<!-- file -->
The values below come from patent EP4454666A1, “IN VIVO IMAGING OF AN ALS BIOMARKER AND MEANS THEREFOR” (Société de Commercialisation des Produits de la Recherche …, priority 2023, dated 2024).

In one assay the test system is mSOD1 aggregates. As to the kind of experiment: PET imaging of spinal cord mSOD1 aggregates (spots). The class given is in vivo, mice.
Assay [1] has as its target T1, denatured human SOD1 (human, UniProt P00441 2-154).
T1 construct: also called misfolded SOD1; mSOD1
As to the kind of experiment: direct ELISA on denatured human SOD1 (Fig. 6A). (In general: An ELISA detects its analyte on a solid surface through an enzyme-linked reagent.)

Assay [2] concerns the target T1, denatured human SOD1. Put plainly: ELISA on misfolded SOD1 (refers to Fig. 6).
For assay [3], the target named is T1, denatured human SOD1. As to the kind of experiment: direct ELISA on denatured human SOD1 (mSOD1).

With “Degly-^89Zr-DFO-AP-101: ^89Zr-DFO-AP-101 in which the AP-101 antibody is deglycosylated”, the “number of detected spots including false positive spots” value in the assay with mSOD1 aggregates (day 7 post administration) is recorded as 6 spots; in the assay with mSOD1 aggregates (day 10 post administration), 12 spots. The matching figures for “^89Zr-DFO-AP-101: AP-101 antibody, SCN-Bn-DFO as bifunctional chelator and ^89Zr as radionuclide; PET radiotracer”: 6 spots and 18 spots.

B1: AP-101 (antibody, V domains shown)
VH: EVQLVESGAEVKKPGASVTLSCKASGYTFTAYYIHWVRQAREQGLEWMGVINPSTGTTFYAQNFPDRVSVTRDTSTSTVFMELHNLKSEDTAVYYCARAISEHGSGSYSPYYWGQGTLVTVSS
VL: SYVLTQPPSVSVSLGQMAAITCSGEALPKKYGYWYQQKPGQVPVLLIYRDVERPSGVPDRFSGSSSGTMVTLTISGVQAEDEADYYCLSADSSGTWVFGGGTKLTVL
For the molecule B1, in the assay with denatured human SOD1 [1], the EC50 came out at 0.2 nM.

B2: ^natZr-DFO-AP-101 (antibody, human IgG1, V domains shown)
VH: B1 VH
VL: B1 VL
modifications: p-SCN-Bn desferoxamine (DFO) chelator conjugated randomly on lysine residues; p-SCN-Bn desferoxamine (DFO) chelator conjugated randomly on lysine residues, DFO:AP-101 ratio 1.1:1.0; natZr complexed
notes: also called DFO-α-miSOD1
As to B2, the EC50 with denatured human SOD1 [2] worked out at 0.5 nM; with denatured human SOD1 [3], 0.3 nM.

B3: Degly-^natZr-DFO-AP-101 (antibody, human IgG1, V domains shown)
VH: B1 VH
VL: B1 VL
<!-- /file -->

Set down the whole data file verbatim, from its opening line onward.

The values below come from patent EP4454666A1, “IN VIVO IMAGING OF AN ALS BIOMARKER AND MEANS THEREFOR” (Société de Commercialisation des Produits de la Recherche …, priority 2023, dated 2024).

In one assay the test system is mSOD1 aggregates. As to the kind of experiment: PET imaging of spinal cord mSOD1 aggregates (spots). The class given is in vivo, mice.
Assay [1] has as its target T1, denatured human SOD1 (human, UniProt P00441 2-154).
T1 construct: also called misfolded SOD1; mSOD1
As to the kind of experiment: direct ELISA on denatured human SOD1 (Fig. 6A). (In general: An ELISA detects its analyte on a solid surface through an enzyme-linked reagent.)

Assay [2] concerns the target T1, denatured human SOD1. Put plainly: ELISA on misfolded SOD1 (refers to Fig. 6).
For assay [3], the target named is T1, denatured human SOD1. As to the kind of experiment: direct ELISA on denatured human SOD1 (mSOD1).

With “Degly-^89Zr-DFO-AP-101: ^89Zr-DFO-AP-101 in which the AP-101 antibody is deglycosylated”, the “number of detected spots including false positive spots” value in the assay with mSOD1 aggregates (day 7 post administration) is recorded as 6 spots; in the assay with mSOD1 aggregates (day 10 post administration), 12 spots. The matching figures for “^89Zr-DFO-AP-101: AP-101 antibody, SCN-Bn-DFO as bifunctional chelator and ^89Zr as radionuclide; PET radiotracer”: 6 spots and 18 spots.

B1: AP-101 (antibody, V domains shown)
VH: EVQLVESGAEVKKPGASVTLSCKASGYTFTAYYIHWVRQAREQGLEWMGVINPSTGTTFYAQNFPDRVSVTRDTSTSTVFMELHNLKSEDTAVYYCARAISEHGSGSYSPYYWGQGTLVTVSS
VL: SYVLTQPPSVSVSLGQMAAITCSGEALPKKYGYWYQQKPGQVPVLLIYRDVERPSGVPDRFSGSSSGTMVTLTISGVQAEDEADYYCLSADSSGTWVFGGGTKLTVL
For the molecule B1, in the assay with denatured human SOD1 [1], the EC50 came out at 0.2 nM.

B2: ^natZr-DFO-AP-101 (antibody, human IgG1, V domains shown)
VH: B1 VH
VL: B1 VL
modifications: p-SCN-Bn desferoxamine (DFO) chelator conjugated randomly on lysine residues; p-SCN-Bn desferoxamine (DFO) chelator conjugated randomly on lysine residues, DFO:AP-101 ratio 1.1:1.0; natZr complexed
notes: also called DFO-α-miSOD1
As to B2, the EC50 with denatured human SOD1 [2] worked out at 0.5 nM; with denatured human SOD1 [3], 0.3 nM.

B3: Degly-^natZr-DFO-AP-101 (antibody, human IgG1, V domains shown)
VH: B1 VH
VL: B1 VL